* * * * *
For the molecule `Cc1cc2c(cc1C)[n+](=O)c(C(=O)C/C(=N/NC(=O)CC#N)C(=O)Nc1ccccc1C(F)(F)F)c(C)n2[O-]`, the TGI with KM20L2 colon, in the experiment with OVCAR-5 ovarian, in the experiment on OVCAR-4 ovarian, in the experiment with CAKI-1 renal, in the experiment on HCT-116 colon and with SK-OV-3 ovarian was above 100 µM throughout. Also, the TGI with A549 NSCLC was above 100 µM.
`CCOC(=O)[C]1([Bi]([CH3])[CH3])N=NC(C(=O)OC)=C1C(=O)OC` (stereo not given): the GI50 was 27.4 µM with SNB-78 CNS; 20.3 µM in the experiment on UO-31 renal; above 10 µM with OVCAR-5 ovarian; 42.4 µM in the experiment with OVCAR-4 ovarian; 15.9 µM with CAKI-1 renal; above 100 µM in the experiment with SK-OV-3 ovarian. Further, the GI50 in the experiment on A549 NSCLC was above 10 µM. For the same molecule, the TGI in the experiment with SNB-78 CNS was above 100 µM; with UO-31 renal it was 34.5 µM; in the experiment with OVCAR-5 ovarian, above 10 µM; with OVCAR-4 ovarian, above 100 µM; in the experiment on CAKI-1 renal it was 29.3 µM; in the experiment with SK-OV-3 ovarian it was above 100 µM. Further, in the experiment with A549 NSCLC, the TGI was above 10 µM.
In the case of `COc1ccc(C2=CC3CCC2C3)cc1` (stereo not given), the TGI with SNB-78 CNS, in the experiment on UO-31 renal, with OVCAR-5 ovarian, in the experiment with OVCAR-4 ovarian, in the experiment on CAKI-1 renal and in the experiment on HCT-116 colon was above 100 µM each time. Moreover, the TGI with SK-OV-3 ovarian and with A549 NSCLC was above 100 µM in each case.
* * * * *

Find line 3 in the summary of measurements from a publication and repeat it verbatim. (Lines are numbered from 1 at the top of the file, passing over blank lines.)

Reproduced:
In the case of `COc1ccc(C2=CC3CCC2C3)cc1` (stereo not given), the TGI with SNB-78 CNS, in the experiment on UO-31 renal, with OVCAR-5 ovarian, in the experiment with OVCAR-4 ovarian, in the experiment on CAKI-1 renal and in the experiment on HCT-116 colon was above 100 µM each time. Moreover, the TGI with SK-OV-3 ovarian and with A549 NSCLC was above 100 µM in each case.